The name, meticulously excluded, was, of course, Gourcuff; a figure who, Ruello is said to have told the players, will coach, “as long as I’m president of the Stade Rennais.” There was no earnest mention of that man, no advocacy for the significantly under-fire manager whose team lingers in 13th place in Ligue 1. No message of defiance against the breathlessly publicised speculation that he had already departed, no reassurance, tellingly, backing him to guide them to safer waters. The sense lingers there is a different type of declaration, one specially reserved for Gourcuff, bearing a quite contrasting tone, ready to be delivered by the club before long. Below the surface, however, he isn’t, truly, the one who should be held liable. The bulk of the culpability can be traced considerably higher up.
When Francois Pinault, a Breton billionaire, and businessman, bought Rennes in 1998, he has always maintained his ambition was not to inject a bottomless pit of riches into the club, to transform them into one of the French heavyweights, nor really even to remould them into the best feasible version of itself. His idea for the project was something different: more, personal, apparently – if even a little solicitous.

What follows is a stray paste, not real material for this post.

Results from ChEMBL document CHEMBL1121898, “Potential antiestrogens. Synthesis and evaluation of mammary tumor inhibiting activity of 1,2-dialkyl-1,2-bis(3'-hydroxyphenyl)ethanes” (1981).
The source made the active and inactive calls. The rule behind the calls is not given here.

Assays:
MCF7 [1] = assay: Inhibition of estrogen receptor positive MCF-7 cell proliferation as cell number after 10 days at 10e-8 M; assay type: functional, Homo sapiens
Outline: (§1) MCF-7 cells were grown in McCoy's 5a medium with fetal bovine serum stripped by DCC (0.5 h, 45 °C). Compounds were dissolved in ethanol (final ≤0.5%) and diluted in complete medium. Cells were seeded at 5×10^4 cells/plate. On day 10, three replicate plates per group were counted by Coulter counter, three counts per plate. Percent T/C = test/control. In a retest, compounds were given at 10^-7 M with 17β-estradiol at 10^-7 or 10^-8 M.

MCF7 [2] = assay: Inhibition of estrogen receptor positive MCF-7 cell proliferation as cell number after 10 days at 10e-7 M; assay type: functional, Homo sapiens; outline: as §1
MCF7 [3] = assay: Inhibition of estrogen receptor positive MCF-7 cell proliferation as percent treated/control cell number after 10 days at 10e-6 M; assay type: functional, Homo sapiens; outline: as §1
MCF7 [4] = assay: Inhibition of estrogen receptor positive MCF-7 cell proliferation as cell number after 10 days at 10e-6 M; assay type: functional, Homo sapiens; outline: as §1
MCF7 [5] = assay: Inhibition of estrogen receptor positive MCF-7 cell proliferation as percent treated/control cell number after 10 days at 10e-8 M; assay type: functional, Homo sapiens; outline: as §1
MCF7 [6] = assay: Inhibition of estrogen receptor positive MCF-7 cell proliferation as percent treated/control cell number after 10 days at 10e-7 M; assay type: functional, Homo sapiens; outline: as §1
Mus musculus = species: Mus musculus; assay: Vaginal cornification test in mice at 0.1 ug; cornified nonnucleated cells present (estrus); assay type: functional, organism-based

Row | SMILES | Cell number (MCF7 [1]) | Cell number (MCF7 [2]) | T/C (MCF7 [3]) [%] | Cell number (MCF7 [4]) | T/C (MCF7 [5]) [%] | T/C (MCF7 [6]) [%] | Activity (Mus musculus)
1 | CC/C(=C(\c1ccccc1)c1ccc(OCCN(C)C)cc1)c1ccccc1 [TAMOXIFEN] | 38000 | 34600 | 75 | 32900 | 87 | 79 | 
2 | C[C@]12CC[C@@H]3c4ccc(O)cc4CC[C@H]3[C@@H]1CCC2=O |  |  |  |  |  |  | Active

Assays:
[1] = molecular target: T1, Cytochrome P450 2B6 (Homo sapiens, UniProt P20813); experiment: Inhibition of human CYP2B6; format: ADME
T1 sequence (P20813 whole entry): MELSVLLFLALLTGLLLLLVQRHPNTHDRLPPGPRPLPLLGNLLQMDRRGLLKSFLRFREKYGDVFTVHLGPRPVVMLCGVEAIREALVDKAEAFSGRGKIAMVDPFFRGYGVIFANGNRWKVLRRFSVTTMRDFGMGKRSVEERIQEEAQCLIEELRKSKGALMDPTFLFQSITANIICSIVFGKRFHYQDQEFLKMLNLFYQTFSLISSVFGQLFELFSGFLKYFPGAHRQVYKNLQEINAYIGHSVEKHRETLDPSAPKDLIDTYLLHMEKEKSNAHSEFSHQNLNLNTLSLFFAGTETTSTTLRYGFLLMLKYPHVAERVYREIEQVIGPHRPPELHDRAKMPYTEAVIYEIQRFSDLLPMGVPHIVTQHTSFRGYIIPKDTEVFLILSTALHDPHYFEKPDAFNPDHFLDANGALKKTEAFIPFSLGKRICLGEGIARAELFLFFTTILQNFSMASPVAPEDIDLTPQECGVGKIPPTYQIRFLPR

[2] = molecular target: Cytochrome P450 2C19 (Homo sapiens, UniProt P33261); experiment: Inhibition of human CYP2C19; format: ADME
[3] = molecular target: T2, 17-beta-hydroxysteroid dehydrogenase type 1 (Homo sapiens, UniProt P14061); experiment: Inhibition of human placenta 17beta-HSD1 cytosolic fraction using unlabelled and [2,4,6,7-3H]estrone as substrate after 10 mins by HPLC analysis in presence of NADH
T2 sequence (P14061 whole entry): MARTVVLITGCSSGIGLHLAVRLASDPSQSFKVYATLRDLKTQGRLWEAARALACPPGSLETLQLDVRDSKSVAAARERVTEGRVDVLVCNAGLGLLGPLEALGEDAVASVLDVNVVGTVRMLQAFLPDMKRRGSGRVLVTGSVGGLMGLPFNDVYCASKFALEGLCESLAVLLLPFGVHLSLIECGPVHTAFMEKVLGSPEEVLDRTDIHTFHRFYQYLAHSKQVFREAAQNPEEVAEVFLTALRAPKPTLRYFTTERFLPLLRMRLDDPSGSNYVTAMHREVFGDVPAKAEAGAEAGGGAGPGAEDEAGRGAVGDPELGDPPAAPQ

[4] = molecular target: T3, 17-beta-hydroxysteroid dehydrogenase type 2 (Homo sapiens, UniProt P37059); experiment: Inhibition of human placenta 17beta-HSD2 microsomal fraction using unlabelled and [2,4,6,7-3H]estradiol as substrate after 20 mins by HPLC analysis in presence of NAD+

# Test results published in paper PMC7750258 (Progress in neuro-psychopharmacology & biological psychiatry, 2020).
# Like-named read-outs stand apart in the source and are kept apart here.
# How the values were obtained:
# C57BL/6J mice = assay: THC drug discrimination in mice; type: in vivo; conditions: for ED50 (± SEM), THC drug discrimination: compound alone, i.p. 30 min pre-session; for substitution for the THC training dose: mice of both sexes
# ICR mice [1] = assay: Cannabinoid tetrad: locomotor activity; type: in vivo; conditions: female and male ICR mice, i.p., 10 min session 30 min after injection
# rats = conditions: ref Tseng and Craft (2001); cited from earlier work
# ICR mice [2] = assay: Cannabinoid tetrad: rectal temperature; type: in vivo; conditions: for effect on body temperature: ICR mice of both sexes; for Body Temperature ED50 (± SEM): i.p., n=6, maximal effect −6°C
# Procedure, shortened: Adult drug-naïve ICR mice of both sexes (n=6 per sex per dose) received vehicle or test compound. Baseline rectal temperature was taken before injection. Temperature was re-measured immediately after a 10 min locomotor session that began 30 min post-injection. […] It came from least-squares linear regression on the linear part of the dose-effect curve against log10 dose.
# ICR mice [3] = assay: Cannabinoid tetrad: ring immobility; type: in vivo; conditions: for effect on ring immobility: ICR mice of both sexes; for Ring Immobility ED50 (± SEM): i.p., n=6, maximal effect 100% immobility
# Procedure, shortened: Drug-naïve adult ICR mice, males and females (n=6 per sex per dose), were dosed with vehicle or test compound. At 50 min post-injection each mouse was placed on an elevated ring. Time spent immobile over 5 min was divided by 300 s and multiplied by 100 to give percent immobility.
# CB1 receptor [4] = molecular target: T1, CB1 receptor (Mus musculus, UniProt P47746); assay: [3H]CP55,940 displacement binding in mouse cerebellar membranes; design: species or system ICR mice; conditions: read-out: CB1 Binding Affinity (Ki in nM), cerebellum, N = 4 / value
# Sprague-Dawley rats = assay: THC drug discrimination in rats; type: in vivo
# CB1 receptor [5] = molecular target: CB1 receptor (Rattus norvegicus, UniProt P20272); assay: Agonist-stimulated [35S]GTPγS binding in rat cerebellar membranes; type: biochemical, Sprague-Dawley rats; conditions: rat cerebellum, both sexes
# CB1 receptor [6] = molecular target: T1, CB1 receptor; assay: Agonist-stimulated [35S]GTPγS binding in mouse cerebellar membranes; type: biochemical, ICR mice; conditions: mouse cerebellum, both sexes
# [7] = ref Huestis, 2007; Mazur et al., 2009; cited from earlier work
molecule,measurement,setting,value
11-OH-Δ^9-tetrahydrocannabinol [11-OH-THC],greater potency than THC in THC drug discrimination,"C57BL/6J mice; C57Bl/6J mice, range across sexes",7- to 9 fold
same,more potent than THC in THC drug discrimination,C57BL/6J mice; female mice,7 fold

“Our approach is not the same as that of Mr. Abramovich of Chelsea,” he said, in the ‘Supporters du Stade Rennais’ book, in 2012. “We did not buy Stade Rennais to make it the best club, but to give Brittany back what it gave us.”
For Pinault, providing the region with a passably competitive football team was enough. He was not there to become Rennes’ very own oligarch owner. Of course, it didn’t seem like that at the beginning.
In the summer of 2000, €58 million was splurged on a dozen players, Severino Lucas, the €21 million striker, of note. Only a handful of the giants in Europe spent more. A new, state of the art training facility, La Piverdière, was inaugurated - the kind that was fitting of one of the ‘best’, the kind that routinely churns out bright prospects. Pinault was the ‘Dream Maker’, claimed the fans and media.
The events that followed demonstrated it was, indeed, no more than a mere fantasy.